Enroll Your Rottweiler For A Training Program
Signing your Rottweiler up for a good obedience training program will have a profound effect on your dog’s behavior. It will equally take care of many underlying behavioral issues.
An effective program will save you time trying to figure out what is causing your dog’s need to bark so much.
It will also help you to overcome any potential dominance issues with your dog – something that can be an issue in this breed.
Just be sure to bring the treats!
Give Your Rottweiler Plenty Of Exercise
Exercise is an excellent way to curb your Rottweiller’s need to bark. It’s a good way for them to expend their energy and to keep them from boredom.
The more time your dog spends exercising, the less they will be inclined to make a noise unless it’s truly necessary.
When they’re not busy exercising, they’ll be more inclined to sleep, a win for everyone.
Socialize Your Rottweiler
Socializing your Rottweiler from puppyhood will make the process much easier rather than trying to socialize an adult dog.
Socialization means that you introduce your Rottweiler to other dogs as well as different stimuli including, other animals, humans, noises they have never experienced before.
The more socialization your dog gets, the better they will be at getting used to new things and will bark in response far less.
Provide Your Rottweiler With Lots Of Toys
Rottweilers are a very smart dog breed that requires a workout for their minds as well as their bodies.
Puzzle toys are great for Rottweilers as it keeps them busy and entertained, making them want to bark far less.
Puzzle toys will keep your dog occupied for hours.
This KONG toy from Amazon is absolutely ideal. It even has a treat inside that your dog will have to move and solve to get out. The reward makes it exceptionally interesting to play with.
Ignore Their Barking
It is common for some Rottweilers to bark for a small while only to stop suddenly. So you may find that when this happens, there is no need to respond.
Sometimes, it is best to ignore the barking. For example, some Rottweilers simply want attention, whether it’s positive or negative.
It’s important to consider that giving your dog attention when they bark is like rewarding them. It can lead to and enables bad behavior.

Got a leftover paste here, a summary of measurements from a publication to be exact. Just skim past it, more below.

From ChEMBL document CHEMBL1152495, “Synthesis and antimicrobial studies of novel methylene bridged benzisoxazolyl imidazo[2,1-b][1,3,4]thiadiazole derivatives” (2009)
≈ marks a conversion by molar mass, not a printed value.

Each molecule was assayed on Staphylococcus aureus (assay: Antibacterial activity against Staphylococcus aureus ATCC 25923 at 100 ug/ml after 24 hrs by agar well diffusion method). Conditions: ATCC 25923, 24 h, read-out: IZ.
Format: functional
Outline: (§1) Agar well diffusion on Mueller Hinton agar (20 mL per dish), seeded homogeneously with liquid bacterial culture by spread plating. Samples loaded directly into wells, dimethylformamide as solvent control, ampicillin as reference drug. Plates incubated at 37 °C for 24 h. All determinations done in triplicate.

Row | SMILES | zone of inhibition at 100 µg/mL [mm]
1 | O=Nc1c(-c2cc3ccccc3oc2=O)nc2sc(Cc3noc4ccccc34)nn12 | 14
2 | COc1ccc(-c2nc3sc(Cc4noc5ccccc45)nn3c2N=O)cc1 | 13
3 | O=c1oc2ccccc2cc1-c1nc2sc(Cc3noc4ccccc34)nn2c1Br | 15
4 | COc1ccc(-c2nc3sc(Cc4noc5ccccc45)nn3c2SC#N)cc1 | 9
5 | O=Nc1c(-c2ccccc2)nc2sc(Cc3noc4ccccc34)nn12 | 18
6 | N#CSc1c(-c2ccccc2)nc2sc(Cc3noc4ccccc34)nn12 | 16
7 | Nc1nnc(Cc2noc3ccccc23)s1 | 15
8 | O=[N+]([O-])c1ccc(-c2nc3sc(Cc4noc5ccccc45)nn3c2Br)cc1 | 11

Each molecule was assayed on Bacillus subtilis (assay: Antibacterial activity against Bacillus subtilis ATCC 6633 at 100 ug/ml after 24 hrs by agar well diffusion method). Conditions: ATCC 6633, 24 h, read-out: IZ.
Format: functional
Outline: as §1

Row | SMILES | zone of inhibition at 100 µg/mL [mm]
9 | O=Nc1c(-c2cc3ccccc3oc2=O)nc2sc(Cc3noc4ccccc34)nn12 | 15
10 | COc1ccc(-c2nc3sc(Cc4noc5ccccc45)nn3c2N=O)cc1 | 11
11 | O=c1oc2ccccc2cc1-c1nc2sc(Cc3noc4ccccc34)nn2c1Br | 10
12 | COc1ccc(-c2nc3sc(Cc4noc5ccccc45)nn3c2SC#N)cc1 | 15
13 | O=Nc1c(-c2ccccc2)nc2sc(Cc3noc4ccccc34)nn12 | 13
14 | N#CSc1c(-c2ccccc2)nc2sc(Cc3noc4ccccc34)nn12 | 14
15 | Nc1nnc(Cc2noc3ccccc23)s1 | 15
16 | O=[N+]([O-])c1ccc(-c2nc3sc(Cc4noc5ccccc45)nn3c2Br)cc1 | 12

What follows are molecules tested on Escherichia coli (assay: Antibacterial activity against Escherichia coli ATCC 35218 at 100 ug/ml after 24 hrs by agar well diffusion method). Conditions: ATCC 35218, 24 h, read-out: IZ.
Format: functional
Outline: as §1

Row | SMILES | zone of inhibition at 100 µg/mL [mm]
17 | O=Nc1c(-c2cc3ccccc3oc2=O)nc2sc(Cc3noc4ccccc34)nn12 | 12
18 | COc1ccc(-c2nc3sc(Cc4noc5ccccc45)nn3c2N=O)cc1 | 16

If ignoring the barking isn’t working, obedience training is the way to go.
Rottweilers, despite their size and being quite intimidating, make a great family pet. They are affectionate to be people and very loyal. They equally make excellent guard dogs; they are calm and collected and tend to study things before they react.
This dog breed is known for its sharp mind, making training much more manageable. So, if your dog does happen to be on the noisier side, is more naturally inclined to bark or develops barking habits, there should be no need to worry.
Thankfully, for the most part, Rottweilers are not very vocal. They will normally only bark out of necessity.
If your Rottweiler happens to bark excessively, this can be very frustrating as their bark happens to be particularly loud and can cause problems with neighbors.
You must not shout at your Rottie when they bark as this will only confuse them. They will actually think that you’re joining in, and it will only worsen the problem.
Likewise, hitting your dog is not an appropriate nor effective response either.
Usually, barking comes about as a response. Identifying why your dog feels the need to respond and communicate in this way is the best approach.
From there, if your dog continues to bark too much – attending a good obedience training program will help you to reduce their barking going forward. It should also stop other behavioral problems.
Lastly, it must be said that if you did want your Rottweiler to engage in more barking (for guarding purposes), they may actually need to be trained to do so.
I am a practiced pet owner with decades of experience owning a number of different pets. I am also the main writer and chief editor here at Pet Educate; a site I created to share everything I’ve learned about pet ownership over the years and my extensive research along the way.